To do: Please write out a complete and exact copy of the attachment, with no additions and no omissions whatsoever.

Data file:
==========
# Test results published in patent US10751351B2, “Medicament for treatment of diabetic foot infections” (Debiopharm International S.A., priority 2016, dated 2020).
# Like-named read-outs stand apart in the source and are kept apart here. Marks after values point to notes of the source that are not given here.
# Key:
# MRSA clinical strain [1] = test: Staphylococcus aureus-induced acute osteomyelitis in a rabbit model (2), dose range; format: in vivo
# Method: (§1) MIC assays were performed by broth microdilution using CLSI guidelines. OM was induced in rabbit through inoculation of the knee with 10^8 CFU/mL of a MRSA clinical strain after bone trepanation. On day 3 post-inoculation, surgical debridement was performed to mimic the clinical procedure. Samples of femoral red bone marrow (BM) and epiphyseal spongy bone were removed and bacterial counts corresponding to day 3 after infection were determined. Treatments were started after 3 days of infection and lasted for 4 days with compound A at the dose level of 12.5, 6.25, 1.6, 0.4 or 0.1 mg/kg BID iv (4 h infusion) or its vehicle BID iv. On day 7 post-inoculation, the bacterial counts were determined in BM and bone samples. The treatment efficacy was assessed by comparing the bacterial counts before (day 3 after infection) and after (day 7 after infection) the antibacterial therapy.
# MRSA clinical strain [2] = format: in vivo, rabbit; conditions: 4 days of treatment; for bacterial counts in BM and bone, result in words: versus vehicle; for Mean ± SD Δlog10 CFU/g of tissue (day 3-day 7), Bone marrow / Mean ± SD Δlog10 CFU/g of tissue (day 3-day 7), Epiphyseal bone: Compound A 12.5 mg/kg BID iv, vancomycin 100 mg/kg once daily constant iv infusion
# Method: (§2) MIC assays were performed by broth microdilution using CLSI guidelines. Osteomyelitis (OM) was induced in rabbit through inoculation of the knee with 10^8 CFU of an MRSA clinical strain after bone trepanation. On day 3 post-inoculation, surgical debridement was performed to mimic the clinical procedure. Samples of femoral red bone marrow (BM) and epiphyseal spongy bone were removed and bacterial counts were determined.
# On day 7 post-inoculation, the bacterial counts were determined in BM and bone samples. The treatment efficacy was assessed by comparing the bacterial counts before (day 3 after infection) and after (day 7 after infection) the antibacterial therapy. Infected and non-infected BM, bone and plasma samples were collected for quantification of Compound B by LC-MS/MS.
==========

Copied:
# Test results published in patent US10751351B2, “Medicament for treatment of diabetic foot infections” (Debiopharm International S.A., priority 2016, dated 2020).
# Like-named read-outs stand apart in the source and are kept apart here. Marks after values point to notes of the source that are not given here.
# Key:
# MRSA clinical strain [1] = test: Staphylococcus aureus-induced acute osteomyelitis in a rabbit model (2), dose range; format: in vivo
# Method: (§1) MIC assays were performed by broth microdilution using CLSI guidelines. OM was induced in rabbit through inoculation of the knee with 10^8 CFU/mL of a MRSA clinical strain after bone trepanation. On day 3 post-inoculation, surgical debridement was performed to mimic the clinical procedure. Samples of femoral red bone marrow (BM) and epiphyseal spongy bone were removed and bacterial counts corresponding to day 3 after infection were determined. Treatments were started after 3 days of infection and lasted for 4 days with compound A at the dose level of 12.5, 6.25, 1.6, 0.4 or 0.1 mg/kg BID iv (4 h infusion) or its vehicle BID iv. On day 7 post-inoculation, the bacterial counts were determined in BM and bone samples. The treatment efficacy was assessed by comparing the bacterial counts before (day 3 after infection) and after (day 7 after infection) the antibacterial therapy.
# MRSA clinical strain [2] = format: in vivo, rabbit; conditions: 4 days of treatment; for bacterial counts in BM and bone, result in words: versus vehicle; for Mean ± SD Δlog10 CFU/g of tissue (day 3-day 7), Bone marrow / Mean ± SD Δlog10 CFU/g of tissue (day 3-day 7), Epiphyseal bone: Compound A 12.5 mg/kg BID iv, vancomycin 100 mg/kg once daily constant iv infusion
# Method: (§2) MIC assays were performed by broth microdilution using CLSI guidelines. Osteomyelitis (OM) was induced in rabbit through inoculation of the knee with 10^8 CFU of an MRSA clinical strain after bone trepanation. On day 3 post-inoculation, surgical debridement was performed to mimic the clinical procedure. Samples of femoral red bone marrow (BM) and epiphyseal spongy bone were removed and bacterial counts were determined.
# On day 7 post-inoculation, the bacterial counts were determined in BM and bone samples. The treatment efficacy was assessed by comparing the bacterial counts before (day 3 after infection) and after (day 7 after infection) the antibacterial therapy. Infected and non-infected BM, bone and plasma samples were collected for quantification of Compound B by LC-MS/MS.